November 20, 2013 -- New York -- On the 50th anniversary of the assassination of President John F. Kennedy, AJC Executive Director David Harris issued the following statement:
AJC recalls with profound sadness the tragic day, November 22, 1963, when President John F. Kennedy was assassinated. The violent death of this young, vigorous president, whose eloquent words and ground-breaking policy initiatives inspired the American people to renew our nation’s greatness at home and abroad, dealt America a grievous blow that in some respects has still not been fully overcome. No one old enough to recall that fatal day will ever forget it. How could we?
As a nonpartisan organization, AJC took no position in the 1960 presidential election. Nevertheless, it strongly denounced expressions of anti-Catholic bigotry aimed against Mr. Kennedy. Years later, his son, John F. Kennedy, Jr., recalled that AJC “was one of the first to come forward and support the right of his candidacy, and it made a great deal of difference in changing sentiments.”
By demonstrating that a Catholic could be elected to our nation’s highest office, a first in our nation’s history, President Kennedy opened the door for members of other communities to be realistically considered for the presidency. In that sense, he made a mighty contribution to American democracy.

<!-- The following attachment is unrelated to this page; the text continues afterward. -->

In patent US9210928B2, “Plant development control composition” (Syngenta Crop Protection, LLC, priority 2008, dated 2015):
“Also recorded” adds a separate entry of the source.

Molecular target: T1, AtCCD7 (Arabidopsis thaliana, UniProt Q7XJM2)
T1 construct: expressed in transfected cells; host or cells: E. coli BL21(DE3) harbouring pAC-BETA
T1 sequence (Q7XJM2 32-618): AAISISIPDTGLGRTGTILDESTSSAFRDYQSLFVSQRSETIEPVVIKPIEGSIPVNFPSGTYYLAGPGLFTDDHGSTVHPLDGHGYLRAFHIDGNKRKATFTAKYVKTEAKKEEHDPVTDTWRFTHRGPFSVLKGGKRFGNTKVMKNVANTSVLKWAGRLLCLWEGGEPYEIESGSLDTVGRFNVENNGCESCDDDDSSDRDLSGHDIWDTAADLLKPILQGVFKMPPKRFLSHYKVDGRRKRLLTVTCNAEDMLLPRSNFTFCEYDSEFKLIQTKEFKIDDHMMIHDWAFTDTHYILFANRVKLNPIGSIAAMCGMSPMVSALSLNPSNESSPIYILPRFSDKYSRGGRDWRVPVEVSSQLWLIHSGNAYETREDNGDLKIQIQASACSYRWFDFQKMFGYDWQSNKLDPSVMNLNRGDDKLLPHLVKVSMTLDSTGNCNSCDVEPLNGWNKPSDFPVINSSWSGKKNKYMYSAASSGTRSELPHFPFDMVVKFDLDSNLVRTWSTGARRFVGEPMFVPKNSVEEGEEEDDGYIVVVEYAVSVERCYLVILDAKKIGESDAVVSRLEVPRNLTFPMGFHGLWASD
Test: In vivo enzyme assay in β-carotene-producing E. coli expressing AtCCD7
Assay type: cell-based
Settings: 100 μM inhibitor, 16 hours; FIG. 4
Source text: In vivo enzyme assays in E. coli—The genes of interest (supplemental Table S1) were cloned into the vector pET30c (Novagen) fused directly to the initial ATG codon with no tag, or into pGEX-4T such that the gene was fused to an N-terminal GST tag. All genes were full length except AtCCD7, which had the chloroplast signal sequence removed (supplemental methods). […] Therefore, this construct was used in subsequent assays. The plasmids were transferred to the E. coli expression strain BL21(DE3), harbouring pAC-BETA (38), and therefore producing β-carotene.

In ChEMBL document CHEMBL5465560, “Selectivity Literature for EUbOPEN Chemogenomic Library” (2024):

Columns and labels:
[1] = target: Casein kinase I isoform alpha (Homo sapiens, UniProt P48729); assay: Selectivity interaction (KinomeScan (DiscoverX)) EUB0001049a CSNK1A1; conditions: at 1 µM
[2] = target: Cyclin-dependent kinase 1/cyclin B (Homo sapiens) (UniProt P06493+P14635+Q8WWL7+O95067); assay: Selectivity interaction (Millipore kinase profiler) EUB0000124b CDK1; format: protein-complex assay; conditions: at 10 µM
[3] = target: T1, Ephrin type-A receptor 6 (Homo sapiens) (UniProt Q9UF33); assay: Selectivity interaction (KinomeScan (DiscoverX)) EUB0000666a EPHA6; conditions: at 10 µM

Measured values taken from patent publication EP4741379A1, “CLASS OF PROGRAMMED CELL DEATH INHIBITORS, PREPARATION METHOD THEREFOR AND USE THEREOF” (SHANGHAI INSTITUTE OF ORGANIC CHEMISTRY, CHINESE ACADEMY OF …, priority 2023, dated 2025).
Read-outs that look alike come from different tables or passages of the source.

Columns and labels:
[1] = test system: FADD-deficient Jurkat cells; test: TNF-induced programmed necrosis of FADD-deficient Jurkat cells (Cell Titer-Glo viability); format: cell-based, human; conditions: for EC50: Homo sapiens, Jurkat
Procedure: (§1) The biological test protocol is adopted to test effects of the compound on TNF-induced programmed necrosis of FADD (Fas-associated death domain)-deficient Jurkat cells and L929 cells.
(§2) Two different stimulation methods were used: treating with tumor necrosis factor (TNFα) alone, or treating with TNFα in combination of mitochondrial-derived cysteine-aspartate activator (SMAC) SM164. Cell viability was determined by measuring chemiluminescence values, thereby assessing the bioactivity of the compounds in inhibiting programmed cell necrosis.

In 1961, President Kennedy publicly praised AJC, saying, “For decades, the American Jewish Committee has provided outstanding leadership in implementing our great American ideal of equal rights and opportunity for all regardless of religion or place of birth or race or color. I am glad to associate myself with you in the achievement of an America where every citizen and resident of this land is free to pursue those goals which his talents and capacity permit, unhindered by artificial barriers of ignorance or prejudice.”
Of great importance, President Kennedy ended the U.S. embargo on arms for Israel, in place since 1948, by initiating the sale of anti-aircraft weapons to the Jewish state. AJC met with the president in the White House about this issue, and on another occasion met with him to discuss, among other matters, Arab League discrimination against American Jews.